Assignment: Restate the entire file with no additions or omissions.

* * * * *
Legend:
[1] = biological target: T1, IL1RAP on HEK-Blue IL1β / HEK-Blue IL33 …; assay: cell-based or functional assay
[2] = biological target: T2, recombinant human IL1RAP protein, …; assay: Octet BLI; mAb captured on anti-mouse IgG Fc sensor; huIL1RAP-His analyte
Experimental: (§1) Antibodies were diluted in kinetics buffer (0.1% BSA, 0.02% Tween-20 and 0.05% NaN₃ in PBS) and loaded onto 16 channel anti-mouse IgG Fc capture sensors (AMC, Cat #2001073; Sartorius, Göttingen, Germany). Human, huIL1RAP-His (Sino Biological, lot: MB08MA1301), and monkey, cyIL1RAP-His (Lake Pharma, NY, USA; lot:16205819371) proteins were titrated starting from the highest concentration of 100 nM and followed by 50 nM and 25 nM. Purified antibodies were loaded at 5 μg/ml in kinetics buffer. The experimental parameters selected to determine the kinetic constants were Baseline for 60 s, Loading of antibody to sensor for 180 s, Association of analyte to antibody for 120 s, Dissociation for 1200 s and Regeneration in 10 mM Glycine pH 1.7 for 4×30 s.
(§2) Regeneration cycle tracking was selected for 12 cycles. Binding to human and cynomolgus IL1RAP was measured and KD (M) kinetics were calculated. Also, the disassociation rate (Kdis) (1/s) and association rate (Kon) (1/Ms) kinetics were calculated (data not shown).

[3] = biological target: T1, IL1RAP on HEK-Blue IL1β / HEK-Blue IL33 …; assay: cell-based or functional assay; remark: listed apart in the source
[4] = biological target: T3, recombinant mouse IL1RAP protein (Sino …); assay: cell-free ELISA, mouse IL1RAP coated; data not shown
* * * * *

Legend:
[1] = biological target: T1, IL1RAP on HEK-Blue IL1β / HEK-Blue IL33 …; assay: cell-based or functional assay
[2] = biological target: T2, recombinant human IL1RAP protein, …; assay: Octet BLI; mAb captured on anti-mouse IgG Fc sensor; huIL1RAP-His analyte
Experimental: (§1) Antibodies were diluted in kinetics buffer (0.1% BSA, 0.02% Tween-20 and 0.05% NaN₃ in PBS) and loaded onto 16 channel anti-mouse IgG Fc capture sensors (AMC, Cat #2001073; Sartorius, Göttingen, Germany). Human, huIL1RAP-His (Sino Biological, lot: MB08MA1301), and monkey, cyIL1RAP-His (Lake Pharma, NY, USA; lot:16205819371) proteins were titrated starting from the highest concentration of 100 nM and followed by 50 nM and 25 nM. Purified antibodies were loaded at 5 μg/ml in kinetics buffer. The experimental parameters selected to determine the kinetic constants were Baseline for 60 s, Loading of antibody to sensor for 180 s, Association of analyte to antibody for 120 s, Dissociation for 1200 s and Regeneration in 10 mM Glycine pH 1.7 for 4×30 s.
(§2) Regeneration cycle tracking was selected for 12 cycles. Binding to human and cynomolgus IL1RAP was measured and KD (M) kinetics were calculated. Also, the disassociation rate (Kdis) (1/s) and association rate (Kon) (1/Ms) kinetics were calculated (data not shown).

[3] = biological target: T1, IL1RAP on HEK-Blue IL1β / HEK-Blue IL33 …; assay: cell-based or functional assay; remark: listed apart in the source
[4] = biological target: T3, recombinant mouse IL1RAP protein (Sino …); assay: cell-free ELISA, mouse IL1RAP coated; data not shown